Cameron is waiting for the right time to strike politically and militarily through reasserting his authority over Parliament and getting not only his own MPs but those of Labour to vote for action against ISIS. By winning a vote he would avenge the humiliation of 2013 when he was defeated on a vote for strikes on Assad.
The military logic is less convincing than the domestic political need to get Labour MPs to vote against the new Labour leader so that he could be no longer seen to be at the head of his own party and so his position untenable. 11 nations are bombing ISIS at present and none of it has stemmed the spread of ISIS.
The danger is that the Western Powers become so humiliated and fuelled with a desire for revenge against Russia should Putin's gamble pay off, that they become tempted to support Saudi Arabia and Qatar in ratcheting up the arms supplies to the newly formed united Sunni jihadists militia front against "Russian occupation".
The Dangers of New Cold War Positions in the Middle East.
Qatar and Saudi Arabia would see a new mujahedeen style formation as existed in Afghanistan back in the 1980s as a chance to draw Russia into a conflict as deadly as the one that played a significant role in the collapse of the Soviet Union in 1991 just some two years after the war finished in defeat.
Should Qatar and Saudi Arabia go for that strategy, it would be the height of folly for the Western Powers, Britain and France-those with very large financial ties and lucrative arms deals with the Gulf states, vital for their ailing economies-to try a repeat of launching into a direct and deadly proxy war with Russia over Syria.
Carter's words at a NATO meeting could be interpreted as a threat rather than a prediction, though the brutal power game requires they could be thought of as either and a dark intimation that Russia the country would be attacked by terrorists as opposed to just Russian military personnel present in Syria being targeted.
“They have initiated a joint ground offensive with the Syrian regime, shattering the facade that they are there to fight Isil. This will have consequences for Russia itself, which is rightly fearful of attacks. In coming days, the Russians will begin to suffer from casualties.”Carter's warnings about a reprisal from could well mean 'blowback' from Southern Russia should the Saudis threaten to assist Chechen jihadists via Turkey and Georgia. There Sunni militants have been allowed to recruit so as to be redirected as 'assets' by the security services in Tbilisi against their neighbour if needed.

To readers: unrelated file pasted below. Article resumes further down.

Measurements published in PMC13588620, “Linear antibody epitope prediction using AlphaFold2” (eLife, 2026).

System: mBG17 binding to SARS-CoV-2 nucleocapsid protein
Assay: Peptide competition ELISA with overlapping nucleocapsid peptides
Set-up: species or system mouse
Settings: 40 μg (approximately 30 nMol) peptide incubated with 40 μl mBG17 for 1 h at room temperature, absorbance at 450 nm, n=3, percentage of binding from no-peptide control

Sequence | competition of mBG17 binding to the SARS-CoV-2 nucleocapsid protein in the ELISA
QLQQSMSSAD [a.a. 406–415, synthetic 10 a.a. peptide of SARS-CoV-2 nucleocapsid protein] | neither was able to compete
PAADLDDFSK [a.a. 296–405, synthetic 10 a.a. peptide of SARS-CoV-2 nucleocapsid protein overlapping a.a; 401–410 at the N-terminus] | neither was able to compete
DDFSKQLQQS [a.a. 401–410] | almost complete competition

Though these sorts of statements by US officials could well be chiding remarks, there exists the chance the Gulf states would act irrespective of what Washington or London would want and thus put them under pressure either to back the Sunni powers or use the opportunity to push diplomacy to the hilt.
While Western leaders are intimating the need now for diplomacy rather than war as a means to contrast themselves favourably with Putin, there are some, such as Cameron in particular, who live in a fossilised Cold War time warp where they still think they can win another in line with their heroine, Lady Thatcher.
If the Western Powers, especially the stubborn old colonial powers in the Levant, France and Britain, try to pull Washington towards a reckless and impulsive policy on Syria, as was quite evident in Libya back in 2011, the real possibility of the war in Syria spinning even further out of control is present.
Geopolitical and energy interests are an essential part of the growing hostility between Russia and the Western Powers. Yet the personal egos of vain and arrogant statesmen such as PM Cameron and President Hollande as "Global Players" increase the chance of miscalculations of the sort that happened in 1914.
The stakes in Syria are growing by the day and will continue to in the closing months of 2015. If Russia's military actions demonstrate anything, it is the need to start peace negotiations immediately even if it would mean a slight loss of face for Western leaders in the circumstances of Russian and Assad battle victories
Given the level of effort put into absurd spin and 'public diplomacy' used to convince Western publics about "moderate rebels" and "less extreme groups", none of it believable it would surely be not beyond them to try and start diplomatic moves to end the proxy war and claim credit and triumph for that.